HUNGER: 200,000 food bank parcels a year for starving Scots

Trussell Trust figures show its Scottish network provided more than 197,000 food parcels to people facing financial hardship …

Labour MSP Jackie Baillie visiting a food bank in her Dumbarton constituency.

By Lucy Ashton

Food banks have provided almost 200,000 parcels to people across Scotland in the past 12 months, with a leading charity warning demand will soon increase exponentially.

Trussell Trust figures show its Scottish network provided more than 197,000 food parcels to people facing financial hardship across the country from April 1 last year to March 21 this year.

More than 70,000 parcels were provided for children in that same period.

Scottish Labour equalities spokesperson Paul O’Kane, pictured right,  said: “These horrendous figures go to show that Scotland is now facing a humanitarian crisis that is hitting the most vulnerable hardest. 

“It is all too clear that the Tory-made cost of living crisis is fanning the flames of food poverty and insecurity. 

“That more and more families are being forced to food banks is simply disgraceful and is a shameful indictment on both our governments. 

“Only Labour has a plan to implement a meaningful windfall tax on oil and gas giants to bring bills down and act to put more money in people’s pockets. 

“It’s time that the SNP and Tory governments put the proxy wars to one side and focussed on helping those most in need.”

The charity said it is witnessing signs of an accelerating crisis across Scotland following the £20-a-week cut to Universal Credit last year and the soaring rise in living costs that people are facing.

Trussell’s figures show that the need for emergency food across the charity’s network has decreased in comparison to the same period in 2019/20 – 17 per cent lower.

Significant numbers of people were helped in the last year by other food aid providers and community-based groups which emerged during the pandemic.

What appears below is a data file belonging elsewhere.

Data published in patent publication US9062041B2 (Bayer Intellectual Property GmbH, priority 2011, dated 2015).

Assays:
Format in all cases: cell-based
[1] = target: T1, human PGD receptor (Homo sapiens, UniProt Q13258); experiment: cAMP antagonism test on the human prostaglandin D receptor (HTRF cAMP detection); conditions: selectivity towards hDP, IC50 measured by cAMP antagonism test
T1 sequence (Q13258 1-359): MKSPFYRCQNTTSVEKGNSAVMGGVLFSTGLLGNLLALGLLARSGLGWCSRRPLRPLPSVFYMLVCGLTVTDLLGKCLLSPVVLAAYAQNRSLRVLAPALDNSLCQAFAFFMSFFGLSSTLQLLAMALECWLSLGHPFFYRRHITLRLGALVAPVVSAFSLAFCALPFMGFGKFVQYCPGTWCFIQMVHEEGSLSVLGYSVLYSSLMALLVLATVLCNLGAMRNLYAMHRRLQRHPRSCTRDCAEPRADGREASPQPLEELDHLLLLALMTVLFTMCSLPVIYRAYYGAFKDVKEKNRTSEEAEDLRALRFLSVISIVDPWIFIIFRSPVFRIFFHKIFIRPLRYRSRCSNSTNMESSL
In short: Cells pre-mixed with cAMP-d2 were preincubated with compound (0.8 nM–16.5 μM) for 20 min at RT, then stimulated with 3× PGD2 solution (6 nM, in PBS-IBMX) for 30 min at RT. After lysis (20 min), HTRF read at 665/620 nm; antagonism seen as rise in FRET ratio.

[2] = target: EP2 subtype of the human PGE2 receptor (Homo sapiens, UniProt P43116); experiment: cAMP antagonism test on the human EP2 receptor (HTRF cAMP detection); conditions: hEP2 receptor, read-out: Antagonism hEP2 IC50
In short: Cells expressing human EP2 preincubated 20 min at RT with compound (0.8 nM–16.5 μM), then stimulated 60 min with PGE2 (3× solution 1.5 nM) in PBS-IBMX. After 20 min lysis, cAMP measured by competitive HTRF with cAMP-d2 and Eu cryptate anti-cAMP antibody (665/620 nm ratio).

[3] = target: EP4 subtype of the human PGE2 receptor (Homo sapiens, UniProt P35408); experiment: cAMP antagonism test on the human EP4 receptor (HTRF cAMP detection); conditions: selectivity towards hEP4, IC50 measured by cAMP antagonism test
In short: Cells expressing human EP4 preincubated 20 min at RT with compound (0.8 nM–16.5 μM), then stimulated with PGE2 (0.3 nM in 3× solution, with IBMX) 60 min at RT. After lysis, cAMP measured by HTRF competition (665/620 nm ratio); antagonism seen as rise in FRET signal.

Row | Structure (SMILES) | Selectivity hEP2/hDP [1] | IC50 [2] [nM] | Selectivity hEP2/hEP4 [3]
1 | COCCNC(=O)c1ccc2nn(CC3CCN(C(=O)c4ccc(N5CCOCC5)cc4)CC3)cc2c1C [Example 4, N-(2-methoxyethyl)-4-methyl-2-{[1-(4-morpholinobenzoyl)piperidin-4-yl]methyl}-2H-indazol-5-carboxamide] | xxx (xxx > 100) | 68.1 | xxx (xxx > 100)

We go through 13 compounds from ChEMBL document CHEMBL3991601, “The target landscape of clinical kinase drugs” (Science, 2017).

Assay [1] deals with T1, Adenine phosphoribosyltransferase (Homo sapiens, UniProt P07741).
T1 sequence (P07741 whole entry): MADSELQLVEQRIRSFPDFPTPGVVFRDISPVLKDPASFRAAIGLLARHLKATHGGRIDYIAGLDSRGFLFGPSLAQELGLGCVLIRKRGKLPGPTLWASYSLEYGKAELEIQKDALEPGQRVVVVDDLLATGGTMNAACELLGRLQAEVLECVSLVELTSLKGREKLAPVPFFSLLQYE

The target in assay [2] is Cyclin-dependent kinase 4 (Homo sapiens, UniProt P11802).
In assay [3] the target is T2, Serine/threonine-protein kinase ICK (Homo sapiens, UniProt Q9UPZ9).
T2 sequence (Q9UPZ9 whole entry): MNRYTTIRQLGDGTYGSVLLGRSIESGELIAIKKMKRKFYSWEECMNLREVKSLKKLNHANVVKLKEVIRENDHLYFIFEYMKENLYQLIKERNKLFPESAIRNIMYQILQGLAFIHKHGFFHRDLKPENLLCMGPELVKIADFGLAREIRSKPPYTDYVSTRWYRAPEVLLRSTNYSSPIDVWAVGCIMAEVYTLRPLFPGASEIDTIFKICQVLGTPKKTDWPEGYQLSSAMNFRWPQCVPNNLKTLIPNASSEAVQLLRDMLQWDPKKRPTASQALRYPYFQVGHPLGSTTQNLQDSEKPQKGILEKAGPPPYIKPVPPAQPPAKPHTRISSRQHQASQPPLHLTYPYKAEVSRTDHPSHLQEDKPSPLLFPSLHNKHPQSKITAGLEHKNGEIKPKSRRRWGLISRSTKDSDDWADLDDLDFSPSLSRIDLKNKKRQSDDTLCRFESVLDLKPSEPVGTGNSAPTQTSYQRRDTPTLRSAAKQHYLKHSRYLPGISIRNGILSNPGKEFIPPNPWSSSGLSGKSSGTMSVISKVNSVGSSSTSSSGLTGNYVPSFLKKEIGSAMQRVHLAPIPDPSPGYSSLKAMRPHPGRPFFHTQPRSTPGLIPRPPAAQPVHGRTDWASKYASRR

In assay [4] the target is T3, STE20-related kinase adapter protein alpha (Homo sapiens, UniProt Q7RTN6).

However, the charity warned the data remains significantly higher (31 per cent) when compared to the same period five years ago.

It also warned the figures do not yet reflect the impact of the energy price cap which rose this month.

Volunteers who provide meals at St Augustine’s Scottish Episcopal Church in Dumbarton.

The charity has urged UK, Scottish and local governments to take more action to prevent more families being forced to the doors of food banks.

With trust research showing that more than one in three (36%) people on Universal Credit in Scotland are already skipping meals, the charity warned that people cannot afford to wait any longer for support.

As a first step, Trussell is calling for the UK Government to, as a bare minimum, increase all benefits payments by at least 7%, so more people are able to afford the essentials we all need in life to get by.

The charity has also urged the Scottish Government to do more to support people, including doubling the Scottish Child Payment to £40 a week and providing enough funding to the Scottish Welfare Fund to meet demand for help in a crisis.

It also highlighted that the Scottish Government is expected to publish a national plan to end the need for food banks in Scotland in the autumn and is calling on local government to commit to develop an action plan to end the need for food banks as local elections fast approach.

One man on Universal Credit told the charity: “It’s so disheartening to think that I’m struggling to pay for the essentials and put food on the table, through no fault of my own.

“It’s causing me ongoing stress to feel like I’m never getting to the end of it. It’s overwhelming and really drags me down.”